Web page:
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weird

Pronunciation: /wɪrd; wɪəd/

Translation of weird in Spanish:

adjective/adjetivo (-er, -est)

  • 1.1 (strange) [colloquial/familiar] [person/clothes/idea] raro, extraño all sorts of weird and wonderful things las cosas más increíbles she gave us some weird and wonderful explanation nos dio una explicación inverosímil
    Example sentences
    • I love that I can experience different, strange, weird and wonderful things wherever I go.
    • Hundreds of bargain hunters flocked to Leeds at the weekend to snap up the uniquely weird and wonderful outfits being sold by Opera North's costume department.
    • We're going to see some fairly weird and wonderful looking footwear.
    1.2 (unearthly) [apparition/happenings/figure] misterioso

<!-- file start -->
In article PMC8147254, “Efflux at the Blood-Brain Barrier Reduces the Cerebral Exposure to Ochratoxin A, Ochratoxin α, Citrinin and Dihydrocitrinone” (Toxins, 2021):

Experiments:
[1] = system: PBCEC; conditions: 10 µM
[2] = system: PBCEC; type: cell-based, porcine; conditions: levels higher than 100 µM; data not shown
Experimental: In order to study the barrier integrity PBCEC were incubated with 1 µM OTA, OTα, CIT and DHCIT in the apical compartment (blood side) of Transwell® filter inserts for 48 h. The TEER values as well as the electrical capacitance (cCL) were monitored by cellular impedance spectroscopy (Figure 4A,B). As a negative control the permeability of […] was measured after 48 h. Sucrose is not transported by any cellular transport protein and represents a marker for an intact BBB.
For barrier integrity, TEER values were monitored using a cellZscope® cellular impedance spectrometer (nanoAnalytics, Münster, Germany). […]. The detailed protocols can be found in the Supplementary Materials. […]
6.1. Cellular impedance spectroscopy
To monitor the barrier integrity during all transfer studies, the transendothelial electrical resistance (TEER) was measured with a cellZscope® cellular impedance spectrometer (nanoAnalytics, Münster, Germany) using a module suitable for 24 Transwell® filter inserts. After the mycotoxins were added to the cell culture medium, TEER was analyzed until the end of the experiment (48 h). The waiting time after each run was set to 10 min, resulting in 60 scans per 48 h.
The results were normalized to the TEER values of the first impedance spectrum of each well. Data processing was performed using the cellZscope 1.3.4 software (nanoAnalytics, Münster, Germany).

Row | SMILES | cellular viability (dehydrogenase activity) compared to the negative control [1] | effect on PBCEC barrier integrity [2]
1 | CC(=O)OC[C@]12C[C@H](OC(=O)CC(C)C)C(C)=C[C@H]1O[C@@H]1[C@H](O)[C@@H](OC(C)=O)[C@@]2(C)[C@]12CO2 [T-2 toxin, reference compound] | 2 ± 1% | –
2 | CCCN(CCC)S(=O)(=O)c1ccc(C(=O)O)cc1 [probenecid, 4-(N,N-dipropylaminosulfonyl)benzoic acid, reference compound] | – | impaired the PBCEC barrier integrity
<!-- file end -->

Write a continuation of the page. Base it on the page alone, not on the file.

Example sentences
    • I have managed to unearth yet more weird and almost unbelievable tales from this strange civilisation.
    • Thousands of people have experienced mysterious lights and weird sounds above the ancient fort at Cley Hill during the past 40 years.
    • It was called the ‘Black Hole’ and was as dark and weird as its name suggests.

Phrasal verbs

weird out

verb + object + adverb/verbo + complemento + adverbio (American English/inglés norteamericano)
[colloquial/familiar] weird sb out dejar patitieso or patidifuso a algn [colloquial/familiar]

Definition of weird in:

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Cultural fact of the day

The language of the Basque Country and Navarre is euskera, spoken by around 750,000 people; in Spanish vasco or vascuence. It is also spelled euskara. Basque is unrelated to the Indo-European languages and its origins are unclear. Like Spain's other regional languages, Basque was banned under Franco. With the return of democracy, it became an official language alongside Spanish, in the regions where it is spoken. It is a compulsory school subject and is required for many official and administrative posts in the Basque Country. There is Basque language television and radio and a considerable number of books are published in Basque. See also lenguas cooficiales